The U.N. General Assembly had declared the period 2016–2025 as the “United Nations Decade of Action on Nutrition.” The global challenge after 2017 is to halt the downward trend by recognizing and directly addressing the interlocking triad of food insecurity, conflict, and climate change. The Report makes clear that attaining the U.N.’s ambitious Sustainable Development Goals of ending hunger and preventing all forms of malnutrition by 2030 will demand an entirely new and focused commitment of resources and an end to “business as usual.”

Charles W. Elliott is an attorney with 30 years of experience in public interest litigation on behalf of municipal governments, environmental organizations, and victims of environmental pollution. He is also a member of the Board of Directors of Buddhist Global Relief.


[1] FAO, IFAD, UNICEF, WFP and WHO. 2017, The State of Food Security and Nutrition in the World 2017: Building resilience for peace and food security, Rome, FAO. The full report is available at the FAO website at: http://www.fao.org/3/a-I7787e.pdf

[2] For example, the civil war in Syria has forced more than 6 million people to flee their homes to other locations within the country and another 5 million to nearby countries. This amounts to a displacement of more than 60% of the population. As a result of this conflict, agriculture production is at a record low in Syria, “with about half the population unable to meet their daily food needs” (Report, p. 44).

 

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Celebrate World Food Day and Help End World Hunger

Charles W. Elliott

Each October 16 is World Food Day, a celebration of the founding of the lead international agency for global efforts to combat hunger: the United Nations’ Food and Agriculture Organization (FAO). World Food Day has been observed every year since 1979, in more than 150 countries, raising awareness of global poverty and hunger. It serves as a wonderful example of international cooperation and community-building to help the poor, exemplifying our common humanity and basic goodness.

For World Food Day 2012, Buddhist Global Relief joins the FAO and our partner, Oxfam America, to both celebrate FAO’s work and to raise awareness of how much more work must be done to ensure a world in which everyone has enough food. We still confront the unacceptable: one billion people continue to suffer from chronic hunger and malnutrition in a time of unprecedented plenty.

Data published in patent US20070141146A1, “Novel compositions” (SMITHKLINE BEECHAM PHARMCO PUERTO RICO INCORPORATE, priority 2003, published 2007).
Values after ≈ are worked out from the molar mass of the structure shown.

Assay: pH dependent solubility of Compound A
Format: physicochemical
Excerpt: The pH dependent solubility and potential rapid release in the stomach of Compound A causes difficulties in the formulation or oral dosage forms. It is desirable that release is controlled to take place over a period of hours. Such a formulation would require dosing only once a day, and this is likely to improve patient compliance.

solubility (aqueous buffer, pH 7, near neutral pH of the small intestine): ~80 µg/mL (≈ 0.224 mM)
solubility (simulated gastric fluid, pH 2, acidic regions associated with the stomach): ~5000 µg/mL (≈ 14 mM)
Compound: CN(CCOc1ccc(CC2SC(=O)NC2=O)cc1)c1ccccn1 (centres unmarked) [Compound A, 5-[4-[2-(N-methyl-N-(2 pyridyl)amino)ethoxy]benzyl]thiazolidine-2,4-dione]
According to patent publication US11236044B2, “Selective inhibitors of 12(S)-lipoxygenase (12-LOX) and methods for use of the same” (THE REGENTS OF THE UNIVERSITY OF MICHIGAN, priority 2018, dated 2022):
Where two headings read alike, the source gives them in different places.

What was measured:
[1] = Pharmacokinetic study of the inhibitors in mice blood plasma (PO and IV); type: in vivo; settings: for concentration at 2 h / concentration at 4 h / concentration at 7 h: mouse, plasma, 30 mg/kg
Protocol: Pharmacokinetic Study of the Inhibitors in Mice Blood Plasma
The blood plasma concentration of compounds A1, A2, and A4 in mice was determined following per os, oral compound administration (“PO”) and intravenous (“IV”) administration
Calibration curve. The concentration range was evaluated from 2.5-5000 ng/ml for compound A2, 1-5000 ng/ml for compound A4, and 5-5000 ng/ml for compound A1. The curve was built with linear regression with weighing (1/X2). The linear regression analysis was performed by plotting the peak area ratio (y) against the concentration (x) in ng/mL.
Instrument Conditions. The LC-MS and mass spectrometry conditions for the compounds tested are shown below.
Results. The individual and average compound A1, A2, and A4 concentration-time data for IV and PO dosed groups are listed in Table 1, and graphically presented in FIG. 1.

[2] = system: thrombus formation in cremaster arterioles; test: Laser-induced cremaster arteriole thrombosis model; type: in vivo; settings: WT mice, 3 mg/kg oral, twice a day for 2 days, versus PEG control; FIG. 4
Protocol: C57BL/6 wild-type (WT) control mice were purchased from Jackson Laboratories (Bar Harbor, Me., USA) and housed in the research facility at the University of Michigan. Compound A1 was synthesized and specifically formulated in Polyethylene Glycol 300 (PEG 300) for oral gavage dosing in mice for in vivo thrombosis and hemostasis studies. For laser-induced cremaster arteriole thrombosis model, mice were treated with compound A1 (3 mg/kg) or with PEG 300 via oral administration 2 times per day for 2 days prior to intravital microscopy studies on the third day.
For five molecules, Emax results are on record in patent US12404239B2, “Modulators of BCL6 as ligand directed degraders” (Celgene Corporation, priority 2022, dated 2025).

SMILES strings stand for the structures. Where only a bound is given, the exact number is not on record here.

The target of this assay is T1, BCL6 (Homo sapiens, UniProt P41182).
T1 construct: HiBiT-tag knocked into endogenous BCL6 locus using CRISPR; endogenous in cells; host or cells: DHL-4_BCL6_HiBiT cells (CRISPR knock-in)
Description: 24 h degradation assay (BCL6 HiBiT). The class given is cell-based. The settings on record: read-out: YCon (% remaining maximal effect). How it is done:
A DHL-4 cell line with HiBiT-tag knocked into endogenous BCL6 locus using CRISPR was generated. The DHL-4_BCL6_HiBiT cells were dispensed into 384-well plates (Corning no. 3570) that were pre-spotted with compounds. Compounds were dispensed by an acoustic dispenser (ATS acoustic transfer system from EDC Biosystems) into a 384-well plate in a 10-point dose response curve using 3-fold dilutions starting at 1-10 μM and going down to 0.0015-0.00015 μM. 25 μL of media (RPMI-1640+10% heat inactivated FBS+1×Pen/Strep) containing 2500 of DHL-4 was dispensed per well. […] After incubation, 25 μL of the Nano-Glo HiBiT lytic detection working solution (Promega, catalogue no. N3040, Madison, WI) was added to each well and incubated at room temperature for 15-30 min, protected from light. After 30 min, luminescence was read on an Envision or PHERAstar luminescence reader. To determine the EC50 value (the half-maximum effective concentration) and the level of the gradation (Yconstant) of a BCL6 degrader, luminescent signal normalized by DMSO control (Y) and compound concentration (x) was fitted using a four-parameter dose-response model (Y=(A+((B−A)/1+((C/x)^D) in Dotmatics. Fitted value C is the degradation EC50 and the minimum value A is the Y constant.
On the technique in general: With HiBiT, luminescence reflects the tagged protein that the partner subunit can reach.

The FAO’s tireless work to end hunger is well worth an annual celebration. It has been a central driving force for worldwide fulfillment of the human right to food. It responds to soaring food prices by helping small scale farmers raise their output and providing direct aid. It supports projects in more than 100 countries to enhance food security, providing early warning and emergency response to mitigate the impact of natural disasters on food security. Its Alliance Against Hunger and Malnutrition (AAHM) creates global connections between local, regional, national and international institutions which share a common commitment to the rapid eradication of hunger and malnutrition. FAO “Goodwill Ambassadors” such as Jeremy Irons and Céline Dion attract public and media attention to the problem of hunger. Its online campaign against hunger, www.EndingHunger.org, is a vital networking campaign to build the movement through social networks, presenting world governments with more than three million signatures on a global petition to end hunger.

World Food Day is a wonderful opportunity to share your concern for the world’s poor and hungry with your family, friends and community. You can “walk the talk” and join Buddhist Global Relief’s Walks to Feed the Hungry by walking with us, or simply making a walk donation through our First Giving page.

As Oxfam America suggests, you can host a simple World Food Day dinner on October 16th that “fosters a conversation about where your food comes from, who cultivates it, and how you can take personal actions that will make the food system more just and sustainable.” You can get discussion guides and free materials from Oxfam at: http://www.oxfamamerica.org/campaigns/food-justice/world-food-day. You can organize a “food and fund drive” for local food banks and pantries. In the United States, if you don’t know where your nearest food bank is located, you can find one in the nationwide list at: http://www.feedingamerica.org/Home/foodbank-results.aspx. Food banks help feed tens of millions of people in the United States. They need your support and food donations.

Taking action can be as simple as picking up the phone. Call your political leaders and representatives and ask them: what specific, concrete steps are they taking to end hunger? Each one of us can find our own best way to help on World Food Day.  For more information, visit Buddhist Global Relief’s World Food Day page at http://www.buddhistglobalrelief.org/active/WorldFoodDay.html